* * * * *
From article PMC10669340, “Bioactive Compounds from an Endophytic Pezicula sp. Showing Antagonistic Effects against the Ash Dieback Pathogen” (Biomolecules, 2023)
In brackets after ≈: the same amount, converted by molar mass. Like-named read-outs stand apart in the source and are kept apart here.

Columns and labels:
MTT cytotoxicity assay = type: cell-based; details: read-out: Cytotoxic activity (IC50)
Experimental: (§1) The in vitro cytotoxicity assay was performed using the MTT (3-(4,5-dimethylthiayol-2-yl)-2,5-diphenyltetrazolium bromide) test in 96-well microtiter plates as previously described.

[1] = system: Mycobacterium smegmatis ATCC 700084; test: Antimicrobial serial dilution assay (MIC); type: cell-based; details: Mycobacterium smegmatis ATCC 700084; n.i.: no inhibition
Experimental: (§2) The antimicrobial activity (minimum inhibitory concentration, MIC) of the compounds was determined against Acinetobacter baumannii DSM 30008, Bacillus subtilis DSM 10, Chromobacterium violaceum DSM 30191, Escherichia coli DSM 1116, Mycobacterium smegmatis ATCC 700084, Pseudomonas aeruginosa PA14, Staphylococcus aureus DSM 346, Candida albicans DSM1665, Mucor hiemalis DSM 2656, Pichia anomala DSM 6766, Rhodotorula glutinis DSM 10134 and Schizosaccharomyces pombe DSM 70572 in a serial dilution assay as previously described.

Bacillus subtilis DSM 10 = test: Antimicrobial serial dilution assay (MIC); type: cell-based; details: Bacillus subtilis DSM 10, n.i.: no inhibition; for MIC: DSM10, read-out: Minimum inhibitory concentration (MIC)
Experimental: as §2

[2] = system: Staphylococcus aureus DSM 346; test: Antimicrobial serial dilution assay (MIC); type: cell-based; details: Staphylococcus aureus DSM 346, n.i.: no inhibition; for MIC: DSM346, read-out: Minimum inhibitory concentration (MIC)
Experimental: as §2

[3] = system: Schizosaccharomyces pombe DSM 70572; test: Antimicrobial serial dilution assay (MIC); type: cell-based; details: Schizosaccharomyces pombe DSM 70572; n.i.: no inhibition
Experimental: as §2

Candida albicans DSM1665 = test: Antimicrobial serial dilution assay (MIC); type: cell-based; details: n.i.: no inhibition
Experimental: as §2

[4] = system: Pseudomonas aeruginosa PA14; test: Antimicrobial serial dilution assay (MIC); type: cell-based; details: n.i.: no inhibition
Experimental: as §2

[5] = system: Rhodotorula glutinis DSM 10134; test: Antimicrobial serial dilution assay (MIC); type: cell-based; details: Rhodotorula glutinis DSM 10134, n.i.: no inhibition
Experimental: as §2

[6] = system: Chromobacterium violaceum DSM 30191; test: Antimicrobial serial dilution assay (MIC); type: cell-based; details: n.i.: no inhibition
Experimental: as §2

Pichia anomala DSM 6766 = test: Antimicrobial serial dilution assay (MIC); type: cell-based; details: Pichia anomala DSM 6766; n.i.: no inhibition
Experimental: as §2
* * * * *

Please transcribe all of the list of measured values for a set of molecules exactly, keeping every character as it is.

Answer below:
From article PMC10669340, “Bioactive Compounds from an Endophytic Pezicula sp. Showing Antagonistic Effects against the Ash Dieback Pathogen” (Biomolecules, 2023)
In brackets after ≈: the same amount, converted by molar mass. Like-named read-outs stand apart in the source and are kept apart here.

Columns and labels:
MTT cytotoxicity assay = type: cell-based; details: read-out: Cytotoxic activity (IC50)
Experimental: (§1) The in vitro cytotoxicity assay was performed using the MTT (3-(4,5-dimethylthiayol-2-yl)-2,5-diphenyltetrazolium bromide) test in 96-well microtiter plates as previously described.

[1] = system: Mycobacterium smegmatis ATCC 700084; test: Antimicrobial serial dilution assay (MIC); type: cell-based; details: Mycobacterium smegmatis ATCC 700084; n.i.: no inhibition
Experimental: (§2) The antimicrobial activity (minimum inhibitory concentration, MIC) of the compounds was determined against Acinetobacter baumannii DSM 30008, Bacillus subtilis DSM 10, Chromobacterium violaceum DSM 30191, Escherichia coli DSM 1116, Mycobacterium smegmatis ATCC 700084, Pseudomonas aeruginosa PA14, Staphylococcus aureus DSM 346, Candida albicans DSM1665, Mucor hiemalis DSM 2656, Pichia anomala DSM 6766, Rhodotorula glutinis DSM 10134 and Schizosaccharomyces pombe DSM 70572 in a serial dilution assay as previously described.

Bacillus subtilis DSM 10 = test: Antimicrobial serial dilution assay (MIC); type: cell-based; details: Bacillus subtilis DSM 10, n.i.: no inhibition; for MIC: DSM10, read-out: Minimum inhibitory concentration (MIC)
Experimental: as §2

[2] = system: Staphylococcus aureus DSM 346; test: Antimicrobial serial dilution assay (MIC); type: cell-based; details: Staphylococcus aureus DSM 346, n.i.: no inhibition; for MIC: DSM346, read-out: Minimum inhibitory concentration (MIC)
Experimental: as §2

[3] = system: Schizosaccharomyces pombe DSM 70572; test: Antimicrobial serial dilution assay (MIC); type: cell-based; details: Schizosaccharomyces pombe DSM 70572; n.i.: no inhibition
Experimental: as §2

Candida albicans DSM1665 = test: Antimicrobial serial dilution assay (MIC); type: cell-based; details: n.i.: no inhibition
Experimental: as §2

[4] = system: Pseudomonas aeruginosa PA14; test: Antimicrobial serial dilution assay (MIC); type: cell-based; details: n.i.: no inhibition
Experimental: as §2

[5] = system: Rhodotorula glutinis DSM 10134; test: Antimicrobial serial dilution assay (MIC); type: cell-based; details: Rhodotorula glutinis DSM 10134, n.i.: no inhibition
Experimental: as §2

[6] = system: Chromobacterium violaceum DSM 30191; test: Antimicrobial serial dilution assay (MIC); type: cell-based; details: n.i.: no inhibition
Experimental: as §2

Pichia anomala DSM 6766 = test: Antimicrobial serial dilution assay (MIC); type: cell-based; details: Pichia anomala DSM 6766; n.i.: no inhibition
Experimental: as §2